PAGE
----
Financial Services Fighting the Effects of Coronavirus
The industry is taking the fight to Coronavirus, at the front of the charge is the Bank of England, closely followed by the FCA.
Of course, smoothing over the economic pressures caused by the lockdown is the industry’s goal. There are the well publicised support measures announced by the Treasury, which the Bank of England has been working hard, alongside the major lenders, to implement. Beyond that we can see action from both the PRA and FCA, such actions are largely in line with the regulators core objectives.
The PRA has paused its counter-cyclical capital requirements, freeing up cash reserves firms have built since the fall out from the Credit Crunch and is providing support to major firms in order to help keep the market stable.
The FCA, focusing on its strategic objective to make markets work well through providing protection to consumers. Such actions have been focused on ensuring firms provide payment breaks for customers suffering financial difficulties and insurance firms provide flexibility within their products.
Prior to the crash, the FCA were focusing on the following key pieces of work:
In order to allow firms to focus on their virus response the regulator has delayed many of their ongoing consultations and publications until, in the most part, October 2020.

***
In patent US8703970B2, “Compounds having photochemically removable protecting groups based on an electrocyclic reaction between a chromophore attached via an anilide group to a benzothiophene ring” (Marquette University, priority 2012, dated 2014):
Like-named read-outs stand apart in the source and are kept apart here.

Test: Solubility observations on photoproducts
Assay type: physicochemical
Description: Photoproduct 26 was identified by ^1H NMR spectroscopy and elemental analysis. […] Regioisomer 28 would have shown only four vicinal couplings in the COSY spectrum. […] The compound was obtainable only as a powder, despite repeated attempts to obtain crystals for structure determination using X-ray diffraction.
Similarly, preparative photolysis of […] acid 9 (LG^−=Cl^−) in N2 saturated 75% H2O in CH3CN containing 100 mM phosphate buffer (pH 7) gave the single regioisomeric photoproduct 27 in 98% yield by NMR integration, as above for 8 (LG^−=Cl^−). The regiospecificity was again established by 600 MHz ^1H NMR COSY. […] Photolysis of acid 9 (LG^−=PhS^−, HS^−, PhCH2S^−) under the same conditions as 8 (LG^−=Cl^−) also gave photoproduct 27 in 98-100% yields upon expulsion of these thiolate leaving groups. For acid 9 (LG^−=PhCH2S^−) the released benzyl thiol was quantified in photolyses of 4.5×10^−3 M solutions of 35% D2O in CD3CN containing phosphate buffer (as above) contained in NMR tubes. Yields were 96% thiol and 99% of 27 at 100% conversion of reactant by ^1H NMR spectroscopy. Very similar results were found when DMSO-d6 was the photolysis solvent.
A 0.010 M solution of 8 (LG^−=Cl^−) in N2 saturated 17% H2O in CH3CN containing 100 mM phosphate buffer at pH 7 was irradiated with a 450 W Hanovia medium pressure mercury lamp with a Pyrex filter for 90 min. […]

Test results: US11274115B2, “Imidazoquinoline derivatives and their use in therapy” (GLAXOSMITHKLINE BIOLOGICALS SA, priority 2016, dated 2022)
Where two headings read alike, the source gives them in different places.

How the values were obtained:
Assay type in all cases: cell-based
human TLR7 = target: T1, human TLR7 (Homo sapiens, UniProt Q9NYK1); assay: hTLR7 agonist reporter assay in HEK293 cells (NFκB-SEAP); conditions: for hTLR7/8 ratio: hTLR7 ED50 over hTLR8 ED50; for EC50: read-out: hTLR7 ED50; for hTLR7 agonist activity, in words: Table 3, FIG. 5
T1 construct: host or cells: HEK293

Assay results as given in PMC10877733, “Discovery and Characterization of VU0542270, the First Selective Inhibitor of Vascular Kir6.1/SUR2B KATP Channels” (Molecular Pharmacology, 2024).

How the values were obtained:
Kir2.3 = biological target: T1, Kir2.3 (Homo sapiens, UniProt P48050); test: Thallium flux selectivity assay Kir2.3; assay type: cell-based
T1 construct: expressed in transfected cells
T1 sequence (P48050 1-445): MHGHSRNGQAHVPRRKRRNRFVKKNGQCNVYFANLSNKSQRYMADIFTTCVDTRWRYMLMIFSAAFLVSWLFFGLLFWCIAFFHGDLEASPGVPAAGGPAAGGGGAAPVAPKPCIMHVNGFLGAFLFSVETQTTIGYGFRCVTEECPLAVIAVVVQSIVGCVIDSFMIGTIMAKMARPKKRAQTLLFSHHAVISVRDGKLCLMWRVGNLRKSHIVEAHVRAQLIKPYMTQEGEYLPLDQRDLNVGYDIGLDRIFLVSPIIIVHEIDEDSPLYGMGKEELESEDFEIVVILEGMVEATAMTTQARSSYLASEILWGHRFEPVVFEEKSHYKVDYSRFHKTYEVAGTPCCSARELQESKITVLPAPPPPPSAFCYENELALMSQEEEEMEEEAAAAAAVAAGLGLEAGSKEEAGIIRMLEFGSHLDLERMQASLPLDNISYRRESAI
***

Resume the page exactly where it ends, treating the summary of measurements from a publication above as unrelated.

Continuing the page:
They have also required the following of regulated firms:
Display COVID-19 information on the website.
Firms must take steps to manage their financial resilience and liquidity and must inform the FCA if firms are in difficulty, this is important as it will allow the FCA and PRA to manage market resilience.
Extension of GABRIEL reporting where firms are unable to provide results in time, the extension can be for up to two months.
Firms can build a more flexible approach to completing customer due diligence in light of the current circumstances, sending documents rather than meeting face to face, for example.
Employees who would usually sit professional qualifications under the T&C regime can delay these if required.
Where firms are struggling to answer complaints they should focus on paying redress to those who it is due, acknowledging complaints and responding to vulnerable customers first.
Payment breaks for certain sectors, such as buy-now-pay-later, rent-to-own, personal loans, credit cards and catalogue debt. Payment breaks can be up to three months and should not impact the customer's credit files. Similar requirements have been placed on mortgage providers.
A full list of actions taken by the FCA can be found here: https://www.fca.org.uk/firms/information-firms-coronavirus-covid-19-response